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Early discharge for patients with exacerbations of chronic obstructive pulmonary disease: a randomised controlled trial
  1. M M Cotton,
  2. C E Bucknall,
  3. K D Dagg,
  4. M K Johnson,
  5. G MacGregor,
  6. C Stewart,
  7. R D Stevenson
  1. Department of Respiratory Medicine, Glasgow Royal Infirmary, Glasgow G31 2ER, UK
  1. Dr R D StevensonRobin.Stevenson{at}


BACKGROUND We have previously reported the use of a hospital based respiratory nurse service (Acute Respiratory Assessment Service, ARAS) to support home treatment of patients with exacerbations of chronic obstructive pulmonary disease (COPD). A controlled trial was undertaken to compare early discharge with home treatment supported by respiratory nurses with conventional hospital management of patients admitted with exacerbations of COPD.

METHODS Patients with COPD admitted as emergencies were identified the next working day. They were eligible for inclusion in the study if the differential diagnosis included an exacerbation of COPD, but were excluded if other medical conditions or acidotic respiratory failure required inpatient investigation or management. Of 360 patients reviewed, 209 were being assessed for other active medical problems and were excluded, 33 potential participants were already involved in research studies and so were ineligible, and 37 did not wish to participate in the study. Eighty one patients were randomised to receive conventional inpatient care (n=40) or to planned early discharge the next working day (n=41). Those discharged early continued treatment at home under the supervision of specialist respiratory nurses. Outcome measures were readmission, additional hospital days, and deaths within 60 days of initial admission. Process measures included number of visits, duration of follow up by the respiratory nurse, and additional treatment provided to support early discharge.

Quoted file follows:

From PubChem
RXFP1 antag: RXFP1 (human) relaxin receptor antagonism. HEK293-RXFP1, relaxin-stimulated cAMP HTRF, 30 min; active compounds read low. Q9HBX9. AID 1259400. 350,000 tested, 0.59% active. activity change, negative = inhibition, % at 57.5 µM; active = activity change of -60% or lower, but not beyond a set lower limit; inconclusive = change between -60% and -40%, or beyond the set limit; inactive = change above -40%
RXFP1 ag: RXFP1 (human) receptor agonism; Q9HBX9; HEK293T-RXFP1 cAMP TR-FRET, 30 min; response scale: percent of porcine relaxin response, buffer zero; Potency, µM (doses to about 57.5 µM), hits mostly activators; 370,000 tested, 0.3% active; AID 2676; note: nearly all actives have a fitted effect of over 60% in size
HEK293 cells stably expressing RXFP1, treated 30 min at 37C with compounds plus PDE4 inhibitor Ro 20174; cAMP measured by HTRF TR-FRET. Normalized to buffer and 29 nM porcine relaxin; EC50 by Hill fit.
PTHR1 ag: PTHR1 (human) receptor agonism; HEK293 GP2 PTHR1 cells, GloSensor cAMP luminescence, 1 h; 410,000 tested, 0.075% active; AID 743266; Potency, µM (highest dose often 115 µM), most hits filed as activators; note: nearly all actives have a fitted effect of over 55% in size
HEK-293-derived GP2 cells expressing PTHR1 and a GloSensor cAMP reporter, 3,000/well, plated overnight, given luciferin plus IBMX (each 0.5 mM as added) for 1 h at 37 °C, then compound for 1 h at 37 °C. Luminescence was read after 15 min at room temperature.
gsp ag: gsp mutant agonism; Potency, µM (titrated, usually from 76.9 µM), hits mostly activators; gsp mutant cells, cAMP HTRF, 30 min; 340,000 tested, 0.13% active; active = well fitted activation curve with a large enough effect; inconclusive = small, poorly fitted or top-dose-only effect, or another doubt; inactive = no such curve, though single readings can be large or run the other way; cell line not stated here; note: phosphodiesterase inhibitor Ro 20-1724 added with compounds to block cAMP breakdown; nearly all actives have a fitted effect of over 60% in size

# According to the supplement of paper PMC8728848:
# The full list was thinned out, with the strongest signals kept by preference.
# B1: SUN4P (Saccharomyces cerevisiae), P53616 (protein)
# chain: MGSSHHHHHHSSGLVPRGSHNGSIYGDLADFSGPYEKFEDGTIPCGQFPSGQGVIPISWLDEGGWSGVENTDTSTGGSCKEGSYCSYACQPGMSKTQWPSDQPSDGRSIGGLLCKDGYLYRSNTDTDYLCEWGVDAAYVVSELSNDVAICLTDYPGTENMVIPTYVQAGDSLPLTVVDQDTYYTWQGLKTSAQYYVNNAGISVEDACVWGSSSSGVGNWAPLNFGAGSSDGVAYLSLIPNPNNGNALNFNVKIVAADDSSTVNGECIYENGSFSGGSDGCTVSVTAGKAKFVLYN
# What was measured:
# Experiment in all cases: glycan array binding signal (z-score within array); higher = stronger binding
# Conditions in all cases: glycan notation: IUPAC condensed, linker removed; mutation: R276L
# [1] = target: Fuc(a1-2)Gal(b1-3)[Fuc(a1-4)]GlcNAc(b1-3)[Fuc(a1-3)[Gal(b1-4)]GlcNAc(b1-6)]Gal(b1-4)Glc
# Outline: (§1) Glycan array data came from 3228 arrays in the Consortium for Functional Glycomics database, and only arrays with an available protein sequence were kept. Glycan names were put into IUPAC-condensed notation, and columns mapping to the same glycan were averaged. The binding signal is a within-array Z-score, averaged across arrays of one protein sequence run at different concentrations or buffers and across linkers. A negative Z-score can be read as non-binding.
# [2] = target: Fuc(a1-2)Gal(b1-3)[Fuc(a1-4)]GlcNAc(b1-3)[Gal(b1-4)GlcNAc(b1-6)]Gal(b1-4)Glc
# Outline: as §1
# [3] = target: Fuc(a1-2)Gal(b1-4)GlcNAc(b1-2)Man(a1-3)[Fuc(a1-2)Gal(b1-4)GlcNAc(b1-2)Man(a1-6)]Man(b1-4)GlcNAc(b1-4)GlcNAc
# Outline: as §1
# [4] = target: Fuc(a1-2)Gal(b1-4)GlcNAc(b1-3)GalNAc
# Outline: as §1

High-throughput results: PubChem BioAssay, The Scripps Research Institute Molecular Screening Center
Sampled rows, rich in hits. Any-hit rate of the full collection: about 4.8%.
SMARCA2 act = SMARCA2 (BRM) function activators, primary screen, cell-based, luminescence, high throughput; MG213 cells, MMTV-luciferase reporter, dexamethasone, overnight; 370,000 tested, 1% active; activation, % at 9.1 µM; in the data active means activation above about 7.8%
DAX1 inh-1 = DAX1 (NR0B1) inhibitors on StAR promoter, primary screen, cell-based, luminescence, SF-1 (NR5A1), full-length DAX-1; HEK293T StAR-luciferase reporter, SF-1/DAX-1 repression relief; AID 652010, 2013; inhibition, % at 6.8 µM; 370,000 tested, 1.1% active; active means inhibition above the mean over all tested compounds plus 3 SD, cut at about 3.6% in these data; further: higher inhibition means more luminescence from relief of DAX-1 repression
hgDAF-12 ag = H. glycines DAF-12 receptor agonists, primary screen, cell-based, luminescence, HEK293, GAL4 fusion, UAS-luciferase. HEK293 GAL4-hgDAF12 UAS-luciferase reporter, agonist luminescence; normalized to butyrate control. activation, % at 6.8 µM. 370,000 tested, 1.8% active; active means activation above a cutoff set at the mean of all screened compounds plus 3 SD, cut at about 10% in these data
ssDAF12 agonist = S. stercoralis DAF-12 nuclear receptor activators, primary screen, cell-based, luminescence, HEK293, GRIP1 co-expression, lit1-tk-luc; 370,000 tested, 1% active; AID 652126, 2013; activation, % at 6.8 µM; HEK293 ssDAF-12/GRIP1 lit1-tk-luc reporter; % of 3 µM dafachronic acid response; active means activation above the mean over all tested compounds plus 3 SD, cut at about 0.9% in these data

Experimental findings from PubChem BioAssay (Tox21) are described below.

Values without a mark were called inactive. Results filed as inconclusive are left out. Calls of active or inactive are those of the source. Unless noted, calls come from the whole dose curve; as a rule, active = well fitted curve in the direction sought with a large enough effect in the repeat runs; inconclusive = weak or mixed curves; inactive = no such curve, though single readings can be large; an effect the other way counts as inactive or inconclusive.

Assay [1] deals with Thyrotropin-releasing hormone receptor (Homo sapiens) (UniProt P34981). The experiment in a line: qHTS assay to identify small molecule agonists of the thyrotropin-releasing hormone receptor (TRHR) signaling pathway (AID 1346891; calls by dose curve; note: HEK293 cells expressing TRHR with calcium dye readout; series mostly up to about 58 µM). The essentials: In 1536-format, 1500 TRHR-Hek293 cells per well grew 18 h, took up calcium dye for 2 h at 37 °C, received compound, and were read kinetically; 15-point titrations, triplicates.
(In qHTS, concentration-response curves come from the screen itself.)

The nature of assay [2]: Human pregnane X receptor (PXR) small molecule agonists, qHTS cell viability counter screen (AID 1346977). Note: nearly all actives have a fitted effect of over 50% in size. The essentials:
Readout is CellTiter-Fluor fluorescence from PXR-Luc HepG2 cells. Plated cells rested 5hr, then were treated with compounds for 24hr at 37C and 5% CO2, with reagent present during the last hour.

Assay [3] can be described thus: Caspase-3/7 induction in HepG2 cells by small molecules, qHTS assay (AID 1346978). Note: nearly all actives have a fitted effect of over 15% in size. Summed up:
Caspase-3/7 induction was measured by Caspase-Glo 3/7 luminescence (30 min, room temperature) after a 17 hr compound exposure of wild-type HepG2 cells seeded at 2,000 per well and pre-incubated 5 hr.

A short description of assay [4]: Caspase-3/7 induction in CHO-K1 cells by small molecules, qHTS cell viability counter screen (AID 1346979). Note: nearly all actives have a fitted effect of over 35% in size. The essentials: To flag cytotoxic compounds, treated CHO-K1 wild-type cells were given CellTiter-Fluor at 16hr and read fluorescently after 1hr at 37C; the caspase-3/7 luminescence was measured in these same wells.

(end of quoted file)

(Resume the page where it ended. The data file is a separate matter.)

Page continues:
RESULTS On an intention to treat basis, a policy of early discharge reduced inpatient stay from a mean of 6.1 (range 1–13) days with conventional management to 3.2 (1–16) days with an early discharge policy. Twelve patients (30% conventional management, 29.3% early discharge) were readmitted in each group giving a mean difference in readmission of 0.7% (95% CI of the difference –19.2 to 20.6). In the conventional management group readmitted patients spent a mean of 8.75 additional days in hospital compared with 7.83 days in the early discharge group, giving a mean difference of 0.92 days (95% CI of the difference –6.5 to 8.3). There were two deaths (5%) in the conventional management group and one (2.4%) in the early discharge group, a mean difference of 2.6% (95% CI of the difference –5.7 to 10.8).

CONCLUSIONS Patients with acute exacerbations of COPD uncomplicated by acidotic respiratory failure or other medical problems can be discharged home earlier than is current practice with support by visiting respiratory nurses. No difference was found in the subsequent need for readmission.

  • chronic obstructive pulmonary disease
  • assisted discharge from hospital
  • readmission
  • domiciliary respiratory nursing

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